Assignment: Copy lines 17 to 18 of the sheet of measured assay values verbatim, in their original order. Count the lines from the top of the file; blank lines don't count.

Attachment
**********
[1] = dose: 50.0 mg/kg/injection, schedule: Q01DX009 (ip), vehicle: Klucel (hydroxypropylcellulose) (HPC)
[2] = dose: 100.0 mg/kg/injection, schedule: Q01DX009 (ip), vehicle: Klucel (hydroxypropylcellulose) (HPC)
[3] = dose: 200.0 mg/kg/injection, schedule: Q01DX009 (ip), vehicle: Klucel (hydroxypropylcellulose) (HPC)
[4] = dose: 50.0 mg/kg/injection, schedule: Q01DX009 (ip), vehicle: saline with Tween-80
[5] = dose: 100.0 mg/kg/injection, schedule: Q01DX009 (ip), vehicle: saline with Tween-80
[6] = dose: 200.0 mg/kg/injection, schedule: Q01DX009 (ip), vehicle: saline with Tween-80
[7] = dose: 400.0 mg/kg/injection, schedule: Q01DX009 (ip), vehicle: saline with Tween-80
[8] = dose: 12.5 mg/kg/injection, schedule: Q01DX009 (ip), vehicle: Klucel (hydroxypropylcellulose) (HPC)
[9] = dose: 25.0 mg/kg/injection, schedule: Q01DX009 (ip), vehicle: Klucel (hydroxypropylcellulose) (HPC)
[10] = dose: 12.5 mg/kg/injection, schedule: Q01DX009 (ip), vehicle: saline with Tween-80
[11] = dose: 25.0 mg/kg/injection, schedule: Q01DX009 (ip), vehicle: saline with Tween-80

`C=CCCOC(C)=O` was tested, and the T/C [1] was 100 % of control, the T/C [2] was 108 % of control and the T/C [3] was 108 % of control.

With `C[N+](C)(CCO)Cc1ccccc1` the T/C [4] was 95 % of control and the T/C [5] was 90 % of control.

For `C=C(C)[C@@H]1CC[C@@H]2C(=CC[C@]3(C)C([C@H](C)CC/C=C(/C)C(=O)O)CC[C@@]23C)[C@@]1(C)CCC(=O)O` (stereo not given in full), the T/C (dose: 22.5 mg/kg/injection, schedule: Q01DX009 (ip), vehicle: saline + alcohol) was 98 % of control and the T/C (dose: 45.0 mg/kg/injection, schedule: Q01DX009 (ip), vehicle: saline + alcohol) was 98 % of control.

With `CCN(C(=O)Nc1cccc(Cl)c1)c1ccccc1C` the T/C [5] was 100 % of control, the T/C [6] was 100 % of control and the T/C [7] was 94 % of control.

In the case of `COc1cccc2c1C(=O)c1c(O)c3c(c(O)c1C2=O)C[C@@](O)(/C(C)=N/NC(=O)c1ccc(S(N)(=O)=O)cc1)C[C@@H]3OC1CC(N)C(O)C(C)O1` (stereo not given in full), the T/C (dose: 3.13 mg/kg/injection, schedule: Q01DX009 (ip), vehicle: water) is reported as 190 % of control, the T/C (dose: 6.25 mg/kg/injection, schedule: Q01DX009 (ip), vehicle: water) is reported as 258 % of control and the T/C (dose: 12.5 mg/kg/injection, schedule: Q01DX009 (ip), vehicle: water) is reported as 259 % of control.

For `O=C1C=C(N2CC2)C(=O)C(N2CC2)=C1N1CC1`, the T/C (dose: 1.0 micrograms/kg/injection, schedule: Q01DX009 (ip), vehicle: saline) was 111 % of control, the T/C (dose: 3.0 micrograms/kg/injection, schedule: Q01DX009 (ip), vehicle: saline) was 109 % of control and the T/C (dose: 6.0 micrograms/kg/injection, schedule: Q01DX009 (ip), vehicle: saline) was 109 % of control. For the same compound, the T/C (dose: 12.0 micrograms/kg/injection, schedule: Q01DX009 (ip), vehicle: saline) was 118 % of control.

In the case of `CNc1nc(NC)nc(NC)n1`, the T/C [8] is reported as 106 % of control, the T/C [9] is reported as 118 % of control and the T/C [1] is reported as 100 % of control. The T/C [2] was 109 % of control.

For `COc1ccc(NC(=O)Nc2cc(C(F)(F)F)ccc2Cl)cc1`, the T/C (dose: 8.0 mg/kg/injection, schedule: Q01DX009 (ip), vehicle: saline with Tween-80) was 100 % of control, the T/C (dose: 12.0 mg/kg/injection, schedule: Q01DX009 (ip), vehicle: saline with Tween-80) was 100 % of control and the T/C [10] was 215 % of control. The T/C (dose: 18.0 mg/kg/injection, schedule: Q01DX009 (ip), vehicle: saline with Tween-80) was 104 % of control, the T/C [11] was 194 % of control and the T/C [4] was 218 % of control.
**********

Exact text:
For `O=C1C=C(N2CC2)C(=O)C(N2CC2)=C1N1CC1`, the T/C (dose: 1.0 micrograms/kg/injection, schedule: Q01DX009 (ip), vehicle: saline) was 111 % of control, the T/C (dose: 3.0 micrograms/kg/injection, schedule: Q01DX009 (ip), vehicle: saline) was 109 % of control and the T/C (dose: 6.0 micrograms/kg/injection, schedule: Q01DX009 (ip), vehicle: saline) was 109 % of control. For the same compound, the T/C (dose: 12.0 micrograms/kg/injection, schedule: Q01DX009 (ip), vehicle: saline) was 118 % of control.

In the case of `CNc1nc(NC)nc(NC)n1`, the T/C [8] is reported as 106 % of control, the T/C [9] is reported as 118 % of control and the T/C [1] is reported as 100 % of control. The T/C [2] was 109 % of control.